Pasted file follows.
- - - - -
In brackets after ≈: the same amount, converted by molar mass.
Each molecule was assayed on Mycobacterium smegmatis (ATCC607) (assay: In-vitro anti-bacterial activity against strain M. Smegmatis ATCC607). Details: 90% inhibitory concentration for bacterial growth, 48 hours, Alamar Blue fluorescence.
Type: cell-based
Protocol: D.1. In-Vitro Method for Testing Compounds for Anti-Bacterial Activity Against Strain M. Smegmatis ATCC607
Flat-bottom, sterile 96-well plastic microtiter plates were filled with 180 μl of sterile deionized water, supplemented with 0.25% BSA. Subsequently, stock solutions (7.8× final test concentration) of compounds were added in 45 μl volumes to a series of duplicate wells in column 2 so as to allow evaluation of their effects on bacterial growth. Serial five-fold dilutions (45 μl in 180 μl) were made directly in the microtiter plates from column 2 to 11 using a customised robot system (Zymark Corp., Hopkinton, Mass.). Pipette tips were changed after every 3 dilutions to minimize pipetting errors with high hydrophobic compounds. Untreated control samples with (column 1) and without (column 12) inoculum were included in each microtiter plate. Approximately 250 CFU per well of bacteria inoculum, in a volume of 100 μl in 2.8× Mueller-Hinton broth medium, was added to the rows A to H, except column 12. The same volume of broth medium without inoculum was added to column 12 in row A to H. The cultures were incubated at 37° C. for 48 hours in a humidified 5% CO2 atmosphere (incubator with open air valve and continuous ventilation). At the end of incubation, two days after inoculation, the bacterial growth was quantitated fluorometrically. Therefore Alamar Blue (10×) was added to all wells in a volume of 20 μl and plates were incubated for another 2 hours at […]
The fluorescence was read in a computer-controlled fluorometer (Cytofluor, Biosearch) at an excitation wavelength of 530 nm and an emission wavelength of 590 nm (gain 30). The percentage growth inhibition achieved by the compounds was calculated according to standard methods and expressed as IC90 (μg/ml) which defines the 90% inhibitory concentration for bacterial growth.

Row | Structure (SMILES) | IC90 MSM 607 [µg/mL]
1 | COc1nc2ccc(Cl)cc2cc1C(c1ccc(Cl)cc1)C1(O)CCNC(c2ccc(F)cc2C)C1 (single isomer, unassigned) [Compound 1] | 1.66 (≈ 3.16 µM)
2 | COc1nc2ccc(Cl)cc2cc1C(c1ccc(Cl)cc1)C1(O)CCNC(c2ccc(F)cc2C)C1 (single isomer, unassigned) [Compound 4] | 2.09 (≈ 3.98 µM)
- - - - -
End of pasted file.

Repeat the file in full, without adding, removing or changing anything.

In brackets after ≈: the same amount, converted by molar mass.
Each molecule was assayed on Mycobacterium smegmatis (ATCC607) (assay: In-vitro anti-bacterial activity against strain M. Smegmatis ATCC607). Details: 90% inhibitory concentration for bacterial growth, 48 hours, Alamar Blue fluorescence.
Type: cell-based
Protocol: D.1. In-Vitro Method for Testing Compounds for Anti-Bacterial Activity Against Strain M. Smegmatis ATCC607
Flat-bottom, sterile 96-well plastic microtiter plates were filled with 180 μl of sterile deionized water, supplemented with 0.25% BSA. Subsequently, stock solutions (7.8× final test concentration) of compounds were added in 45 μl volumes to a series of duplicate wells in column 2 so as to allow evaluation of their effects on bacterial growth. Serial five-fold dilutions (45 μl in 180 μl) were made directly in the microtiter plates from column 2 to 11 using a customised robot system (Zymark Corp., Hopkinton, Mass.). Pipette tips were changed after every 3 dilutions to minimize pipetting errors with high hydrophobic compounds. Untreated control samples with (column 1) and without (column 12) inoculum were included in each microtiter plate. Approximately 250 CFU per well of bacteria inoculum, in a volume of 100 μl in 2.8× Mueller-Hinton broth medium, was added to the rows A to H, except column 12. The same volume of broth medium without inoculum was added to column 12 in row A to H. The cultures were incubated at 37° C. for 48 hours in a humidified 5% CO2 atmosphere (incubator with open air valve and continuous ventilation). At the end of incubation, two days after inoculation, the bacterial growth was quantitated fluorometrically. Therefore Alamar Blue (10×) was added to all wells in a volume of 20 μl and plates were incubated for another 2 hours at […]
The fluorescence was read in a computer-controlled fluorometer (Cytofluor, Biosearch) at an excitation wavelength of 530 nm and an emission wavelength of 590 nm (gain 30). The percentage growth inhibition achieved by the compounds was calculated according to standard methods and expressed as IC90 (μg/ml) which defines the 90% inhibitory concentration for bacterial growth.

Row | Structure (SMILES) | IC90 MSM 607 [µg/mL]
1 | COc1nc2ccc(Cl)cc2cc1C(c1ccc(Cl)cc1)C1(O)CCNC(c2ccc(F)cc2C)C1 (single isomer, unassigned) [Compound 1] | 1.66 (≈ 3.16 µM)
2 | COc1nc2ccc(Cl)cc2cc1C(c1ccc(Cl)cc1)C1(O)CCNC(c2ccc(F)cc2C)C1 (single isomer, unassigned) [Compound 4] | 2.09 (≈ 3.98 µM)